Don Burgess explores 1950's America in new novel

DOWNEY − When Don Burgess’ adult daughter challenged him to write a 50,000-word novel in just one month, he upped the ante and wrote 124,000 words instead.

What came as a result of those 30 days of National Novel Writing Month is Burgess’ latest book, “Lincoln Street: Coming of Age in Fly-Over Country,” which follows the childhood adventures of lead character Billy Howard as he grows up in the heartland of America during the late 50s and early 60s.

“It’s a story of gratefulness that marks the changes that have taken place,” said Burgess, former pastor of the First Baptist Church of Downey. “I attempted to capture the change through a group of friends and a small town.”

Lincoln Street pulls on Burgess’ experience growing up in Kansas when children were “provincial, naïve, ignorant, clueless, and grossly unaware of the ways of the world.”

Through the stories of several fictional characters, Burgess, 69, touches on adolescence, young love, marital reality, racial tension, the space race, and the Cold War.

“It’s about a time when kids truly spent more time outside,” said Burgess. “Nothing in the book really happened, but it’s all true. I wrote it so everyone could experience that time.”

The novel begins with protagonist Billy Howard reflecting on how American culture evolved from the late 50s to the early 80s. Burgess believes technology is the most cataclysmic change of all.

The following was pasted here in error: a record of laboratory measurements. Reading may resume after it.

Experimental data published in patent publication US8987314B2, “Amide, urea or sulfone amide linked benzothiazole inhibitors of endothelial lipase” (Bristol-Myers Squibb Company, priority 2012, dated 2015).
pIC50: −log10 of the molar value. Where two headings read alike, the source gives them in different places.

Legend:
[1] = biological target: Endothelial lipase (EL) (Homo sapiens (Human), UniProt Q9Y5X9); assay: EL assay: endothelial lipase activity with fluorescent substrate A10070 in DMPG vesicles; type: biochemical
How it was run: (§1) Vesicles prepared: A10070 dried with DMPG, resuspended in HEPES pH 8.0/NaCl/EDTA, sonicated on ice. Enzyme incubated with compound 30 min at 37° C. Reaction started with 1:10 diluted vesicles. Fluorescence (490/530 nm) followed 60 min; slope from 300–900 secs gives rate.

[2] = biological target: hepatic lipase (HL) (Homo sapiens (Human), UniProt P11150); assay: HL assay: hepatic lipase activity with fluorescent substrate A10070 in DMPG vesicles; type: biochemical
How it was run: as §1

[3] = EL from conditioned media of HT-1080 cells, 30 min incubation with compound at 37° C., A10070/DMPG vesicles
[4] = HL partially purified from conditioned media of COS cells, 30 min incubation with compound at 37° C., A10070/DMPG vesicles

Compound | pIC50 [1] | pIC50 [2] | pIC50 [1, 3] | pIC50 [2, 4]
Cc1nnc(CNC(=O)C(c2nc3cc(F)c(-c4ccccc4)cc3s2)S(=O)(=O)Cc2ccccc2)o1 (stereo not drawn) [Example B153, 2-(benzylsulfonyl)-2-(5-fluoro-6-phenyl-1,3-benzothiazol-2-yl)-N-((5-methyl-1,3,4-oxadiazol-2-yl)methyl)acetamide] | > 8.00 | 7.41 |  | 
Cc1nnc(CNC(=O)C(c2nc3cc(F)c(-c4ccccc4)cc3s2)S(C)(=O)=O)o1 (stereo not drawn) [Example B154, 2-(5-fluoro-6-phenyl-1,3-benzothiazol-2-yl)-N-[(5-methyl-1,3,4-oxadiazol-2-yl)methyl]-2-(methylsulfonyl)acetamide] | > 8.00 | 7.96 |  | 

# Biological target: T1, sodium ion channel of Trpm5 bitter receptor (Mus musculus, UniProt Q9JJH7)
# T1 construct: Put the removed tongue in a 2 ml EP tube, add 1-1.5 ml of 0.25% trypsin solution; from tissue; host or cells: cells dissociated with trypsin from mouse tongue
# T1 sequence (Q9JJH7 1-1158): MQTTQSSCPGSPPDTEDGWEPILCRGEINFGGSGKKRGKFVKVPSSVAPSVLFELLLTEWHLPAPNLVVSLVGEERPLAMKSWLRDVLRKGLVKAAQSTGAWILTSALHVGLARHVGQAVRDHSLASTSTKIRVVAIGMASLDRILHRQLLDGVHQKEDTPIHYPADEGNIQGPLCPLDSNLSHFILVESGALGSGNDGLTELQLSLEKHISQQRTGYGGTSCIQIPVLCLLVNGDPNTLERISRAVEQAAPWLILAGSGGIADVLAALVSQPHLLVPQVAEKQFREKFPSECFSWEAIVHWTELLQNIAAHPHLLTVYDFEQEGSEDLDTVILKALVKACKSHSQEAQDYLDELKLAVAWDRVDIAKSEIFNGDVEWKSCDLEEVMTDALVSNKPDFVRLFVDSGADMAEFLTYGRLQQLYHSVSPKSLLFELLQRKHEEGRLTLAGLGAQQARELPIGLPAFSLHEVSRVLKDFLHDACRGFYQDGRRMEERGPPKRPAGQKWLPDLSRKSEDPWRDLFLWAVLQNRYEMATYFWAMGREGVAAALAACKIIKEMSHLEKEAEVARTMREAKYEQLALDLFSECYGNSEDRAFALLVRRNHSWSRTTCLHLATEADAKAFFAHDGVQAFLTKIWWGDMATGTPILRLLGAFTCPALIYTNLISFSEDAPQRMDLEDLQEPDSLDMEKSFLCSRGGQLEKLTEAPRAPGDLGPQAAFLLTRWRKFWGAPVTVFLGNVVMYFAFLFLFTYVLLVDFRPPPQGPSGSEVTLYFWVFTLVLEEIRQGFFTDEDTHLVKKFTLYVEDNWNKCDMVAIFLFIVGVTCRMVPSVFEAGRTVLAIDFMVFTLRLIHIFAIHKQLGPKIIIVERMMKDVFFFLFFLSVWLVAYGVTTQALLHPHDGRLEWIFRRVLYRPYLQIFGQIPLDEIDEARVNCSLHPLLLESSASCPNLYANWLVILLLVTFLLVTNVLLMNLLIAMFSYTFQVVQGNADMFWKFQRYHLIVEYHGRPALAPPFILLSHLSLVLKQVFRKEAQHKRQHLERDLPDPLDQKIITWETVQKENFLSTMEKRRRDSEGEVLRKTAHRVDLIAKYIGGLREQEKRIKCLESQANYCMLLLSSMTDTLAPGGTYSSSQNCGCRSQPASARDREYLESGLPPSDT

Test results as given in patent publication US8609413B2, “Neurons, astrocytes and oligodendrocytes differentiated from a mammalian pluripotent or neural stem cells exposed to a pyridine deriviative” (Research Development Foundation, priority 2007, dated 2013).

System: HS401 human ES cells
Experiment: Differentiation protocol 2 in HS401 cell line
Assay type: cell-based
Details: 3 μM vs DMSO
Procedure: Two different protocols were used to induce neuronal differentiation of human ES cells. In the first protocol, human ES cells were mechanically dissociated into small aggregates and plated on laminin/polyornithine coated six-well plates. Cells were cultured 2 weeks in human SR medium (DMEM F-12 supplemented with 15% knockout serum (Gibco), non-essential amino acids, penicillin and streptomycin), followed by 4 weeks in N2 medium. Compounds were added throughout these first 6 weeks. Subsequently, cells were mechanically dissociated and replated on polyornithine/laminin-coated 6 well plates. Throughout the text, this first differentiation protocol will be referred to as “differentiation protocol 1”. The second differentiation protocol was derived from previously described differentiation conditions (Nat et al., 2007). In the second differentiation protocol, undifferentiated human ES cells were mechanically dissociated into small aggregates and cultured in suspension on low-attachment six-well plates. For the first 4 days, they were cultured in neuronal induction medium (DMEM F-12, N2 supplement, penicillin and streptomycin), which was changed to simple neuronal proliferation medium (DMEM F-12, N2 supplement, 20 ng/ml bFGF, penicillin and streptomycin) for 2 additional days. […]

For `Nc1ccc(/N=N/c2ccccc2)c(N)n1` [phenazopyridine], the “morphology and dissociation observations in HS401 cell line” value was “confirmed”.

“Its impact on teenagers marks a contrast…There was a lot more engagement [during the 50s] and it was on the surface, a more innocent time. Lucy and Ricky [Ricardo] slept in separate beds on I Love Lucy,” he said. 

“A lot of people in Downey had a common [coming-of-age] experience.”

Burgess, who began his career in broadcast journalism and military service, relocated to Downey from Corona in 1995 after he was selected to pastor the First Baptist Church of Downey. He retired in 2005 and moved to Fort Worth with his wife Lyn three years later.
“I was happy to be there [in Downey] for 10 years,” he said. “Now I’m involved in ministry as a layman and I enjoy that very much.”

Released in February, Lincoln Street has sold several hundred copies thus far, an encouraging sign for Burgess, who believes people need an honest reminder of the virtues of gratitude. 
“The book is ultimately about gratefulness to others and God, and a marker of how things change,” he said. “People who’ve read the book have told me, ‘hey, I knew those people and I lived that.’ I think it’s good that people are reminded of that time.”

“Lincoln Street: Coming of Age in Fly-Over Country” is available now on